Late in the summer of 1993, I walked along the bleachers of the Moore football stadium waiting for my husband to look up and search the stands for me. Intently, he watched his wide receivers run their routes. I handed a small card with a yellow duck to one of the Midwest City football managers and asked her to run it out to Joey. The card said, "She'll be here in December." He looked up and put one index finger in the air - just like he did every time the offense scored. That's how he discovered our firstborn would be a girl. We played with names like Chandler and Micah, but he feared she would be teased. Finally, Joey asked me what I thought about the name "Taylor". We never looked back.
Joey seldom says no to us - only when he has to. He prides himself on being the fun parent and as well he should. Always ready with a one-liner or a movie quote, my husband could make a good living just stirring the pot. Sarcasm and a sharp, teasing tongue create a unique love language; thus our children did not grow up sensitive. Just about the time one of them would swell up with hurt feelings from the incessant teasing, he would wrap them up or chase them down and make them laugh with yet another swift tease from the left. Try as they may, their frowns always broke into laughter
Second only to rampant teasing at our house is a good wrestling match. Taylor never got a break just because she was a girl. Often we have questioned whether he has unrequited dreams of being a part of the World Wrestling Federation. Both kids have found themselves begging for mercy as he held them in a full-nelson, or the figure four leg lock, the claw, a Boston-crab, or even the pile driver. Their moans and pleas for help muffled by the couch pillows fill the crevices of this house as does the laughter that would follow as soon as they were released.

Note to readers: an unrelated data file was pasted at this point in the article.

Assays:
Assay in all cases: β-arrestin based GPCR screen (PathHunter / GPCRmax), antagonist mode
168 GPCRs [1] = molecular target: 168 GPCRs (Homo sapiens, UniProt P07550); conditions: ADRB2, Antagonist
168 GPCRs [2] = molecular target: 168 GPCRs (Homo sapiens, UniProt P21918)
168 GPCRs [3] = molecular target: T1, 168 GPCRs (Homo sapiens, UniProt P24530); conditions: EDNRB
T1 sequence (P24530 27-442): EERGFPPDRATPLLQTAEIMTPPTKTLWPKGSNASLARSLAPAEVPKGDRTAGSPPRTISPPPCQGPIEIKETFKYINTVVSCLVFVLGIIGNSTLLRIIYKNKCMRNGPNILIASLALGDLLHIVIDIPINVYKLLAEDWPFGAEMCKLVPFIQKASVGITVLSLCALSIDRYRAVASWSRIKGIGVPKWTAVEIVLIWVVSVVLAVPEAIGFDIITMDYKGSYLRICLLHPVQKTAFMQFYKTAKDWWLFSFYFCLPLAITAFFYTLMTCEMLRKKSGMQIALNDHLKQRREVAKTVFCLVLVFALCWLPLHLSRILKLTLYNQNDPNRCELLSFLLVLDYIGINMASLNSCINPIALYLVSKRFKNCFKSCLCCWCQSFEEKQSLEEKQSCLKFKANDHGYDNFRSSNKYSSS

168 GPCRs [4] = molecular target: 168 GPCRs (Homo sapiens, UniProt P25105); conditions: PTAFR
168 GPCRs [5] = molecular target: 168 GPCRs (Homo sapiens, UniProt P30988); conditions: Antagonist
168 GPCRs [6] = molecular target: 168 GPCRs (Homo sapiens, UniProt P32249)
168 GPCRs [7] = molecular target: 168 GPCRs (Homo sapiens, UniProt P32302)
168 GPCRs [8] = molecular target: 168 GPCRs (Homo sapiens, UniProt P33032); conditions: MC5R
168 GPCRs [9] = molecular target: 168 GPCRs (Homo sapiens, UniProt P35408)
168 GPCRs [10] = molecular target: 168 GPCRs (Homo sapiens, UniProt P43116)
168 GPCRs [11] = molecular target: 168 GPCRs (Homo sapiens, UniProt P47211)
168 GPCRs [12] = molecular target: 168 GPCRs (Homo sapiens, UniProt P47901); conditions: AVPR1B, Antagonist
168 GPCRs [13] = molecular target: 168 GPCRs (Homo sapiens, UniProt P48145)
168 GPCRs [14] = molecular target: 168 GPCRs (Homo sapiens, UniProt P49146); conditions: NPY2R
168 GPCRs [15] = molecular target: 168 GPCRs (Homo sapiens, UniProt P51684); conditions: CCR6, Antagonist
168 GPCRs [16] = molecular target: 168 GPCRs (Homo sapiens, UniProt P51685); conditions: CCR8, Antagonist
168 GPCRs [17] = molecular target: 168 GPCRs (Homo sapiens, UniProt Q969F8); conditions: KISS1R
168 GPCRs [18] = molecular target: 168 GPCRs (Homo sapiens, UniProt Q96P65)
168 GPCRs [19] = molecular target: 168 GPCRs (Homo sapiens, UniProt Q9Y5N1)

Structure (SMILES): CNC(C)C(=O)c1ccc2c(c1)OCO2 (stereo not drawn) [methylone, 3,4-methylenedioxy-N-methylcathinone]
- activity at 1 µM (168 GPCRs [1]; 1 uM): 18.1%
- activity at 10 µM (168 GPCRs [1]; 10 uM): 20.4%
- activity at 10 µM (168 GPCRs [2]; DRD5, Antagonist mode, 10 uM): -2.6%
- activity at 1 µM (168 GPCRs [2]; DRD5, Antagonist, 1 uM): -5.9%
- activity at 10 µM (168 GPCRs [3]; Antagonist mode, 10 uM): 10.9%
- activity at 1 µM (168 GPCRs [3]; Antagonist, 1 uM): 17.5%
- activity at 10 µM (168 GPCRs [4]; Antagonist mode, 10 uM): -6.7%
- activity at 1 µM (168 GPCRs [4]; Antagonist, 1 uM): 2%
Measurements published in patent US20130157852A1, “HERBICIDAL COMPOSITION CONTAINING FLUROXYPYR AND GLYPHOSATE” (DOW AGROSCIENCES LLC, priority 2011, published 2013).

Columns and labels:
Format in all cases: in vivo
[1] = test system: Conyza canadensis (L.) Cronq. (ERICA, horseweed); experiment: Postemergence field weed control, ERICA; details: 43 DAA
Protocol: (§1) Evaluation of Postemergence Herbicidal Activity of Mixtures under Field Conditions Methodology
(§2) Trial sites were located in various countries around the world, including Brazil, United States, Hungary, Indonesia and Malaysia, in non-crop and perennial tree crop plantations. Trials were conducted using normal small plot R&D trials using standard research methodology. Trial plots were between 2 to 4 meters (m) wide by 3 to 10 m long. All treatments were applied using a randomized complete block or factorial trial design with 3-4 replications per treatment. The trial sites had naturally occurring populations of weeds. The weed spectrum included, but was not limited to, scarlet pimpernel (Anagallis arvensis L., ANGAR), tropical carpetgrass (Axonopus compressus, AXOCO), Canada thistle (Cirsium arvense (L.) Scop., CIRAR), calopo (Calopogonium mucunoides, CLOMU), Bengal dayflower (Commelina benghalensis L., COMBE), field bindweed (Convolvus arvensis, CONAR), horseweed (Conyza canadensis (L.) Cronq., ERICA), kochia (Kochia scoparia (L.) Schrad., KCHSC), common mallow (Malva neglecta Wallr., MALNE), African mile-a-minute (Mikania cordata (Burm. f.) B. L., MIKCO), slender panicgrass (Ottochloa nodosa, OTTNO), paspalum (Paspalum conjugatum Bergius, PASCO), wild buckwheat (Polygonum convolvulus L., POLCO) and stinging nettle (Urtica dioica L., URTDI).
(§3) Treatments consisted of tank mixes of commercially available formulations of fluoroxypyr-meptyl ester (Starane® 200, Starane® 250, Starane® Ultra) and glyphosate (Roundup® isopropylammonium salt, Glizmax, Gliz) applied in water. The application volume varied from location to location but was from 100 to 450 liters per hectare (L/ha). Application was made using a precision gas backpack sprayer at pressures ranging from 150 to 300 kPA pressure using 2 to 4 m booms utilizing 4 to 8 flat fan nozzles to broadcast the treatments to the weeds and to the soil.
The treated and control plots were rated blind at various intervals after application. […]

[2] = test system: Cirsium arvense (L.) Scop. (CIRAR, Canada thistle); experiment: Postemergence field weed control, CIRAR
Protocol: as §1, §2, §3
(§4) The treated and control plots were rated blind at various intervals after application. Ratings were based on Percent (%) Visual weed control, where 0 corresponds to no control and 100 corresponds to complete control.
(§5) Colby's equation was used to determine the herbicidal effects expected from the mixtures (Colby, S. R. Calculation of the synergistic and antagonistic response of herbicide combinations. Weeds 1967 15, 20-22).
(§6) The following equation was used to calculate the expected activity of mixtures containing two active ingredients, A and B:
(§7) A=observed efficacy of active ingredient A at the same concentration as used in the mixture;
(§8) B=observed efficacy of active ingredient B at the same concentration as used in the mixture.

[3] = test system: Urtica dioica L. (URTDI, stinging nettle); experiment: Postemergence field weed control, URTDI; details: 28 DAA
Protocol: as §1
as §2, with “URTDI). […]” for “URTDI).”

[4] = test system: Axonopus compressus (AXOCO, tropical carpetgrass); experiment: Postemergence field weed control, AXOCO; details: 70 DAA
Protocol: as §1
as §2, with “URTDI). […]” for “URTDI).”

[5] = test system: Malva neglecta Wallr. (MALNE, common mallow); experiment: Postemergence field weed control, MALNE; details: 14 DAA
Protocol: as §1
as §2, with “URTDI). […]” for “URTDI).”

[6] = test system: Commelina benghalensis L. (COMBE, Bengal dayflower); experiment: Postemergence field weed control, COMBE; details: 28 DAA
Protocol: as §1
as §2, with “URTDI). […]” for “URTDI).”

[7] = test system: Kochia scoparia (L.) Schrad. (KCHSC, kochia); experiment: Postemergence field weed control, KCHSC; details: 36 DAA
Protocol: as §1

My children's daddy has created elaborate memories at Disney World, simple memories like family poker night and dreams-come-true - like that black VW bug sitting in the driveway the morning his girl turned 16. We cherish glorious sun-filled days on the beach, classic competition on the golf course, and of course, several Yankee baseball games. He has held their hands through sickness and surgery and as we pray as a family. His is the voice that reads Luke 2 every Christmas, and the whistle that can catch our attention above all else in any arena. Joey is the big, unashamed jerk that met every boy that ever thought about walking through our front door, and the hug that waits for any friend who comes over for no-bakes. He is the strength we all lean on, his son's definition of manhood and his daughter's first love.
Today I fed him one of his favorite meals, made his favorite chocolate chip oatmeal cookies, let him take a nap, watch the U.S. Open - and if my first attempt goes well - he'll have a key lime pie for dessert. In a few moments, I will take him a beer, kiss the cheek that has been mine for more than a quarter of a decade, and interrupt the incessant U. S. Open banter and subsequent laughter he has shared with his son for the last hour.
I wish I could bring him the hug that he craves, the sassy wit that would make fun of his age, the small little body that would curl up next to him resting her red head next to his shoulder - marking her territory as the only girl who ever owned him. That little girl knew her daddy belonged wrapped around her little finger; he willingly acquiesced, comfortable in her love and admiration. We have a pain that we share, and then he has his pain that only a daddy like Joey can have.
Out of the many accomplishments, this man has, of the many championships he has, of the many goals he has surpassed - none will be as impacting as the two lives he brought into this old world and raised. I wanted to have six children with this daddy, and I guess you can see why.
Your children adore you, respect you, and embody the best parts of you, Big Joe. We love you so.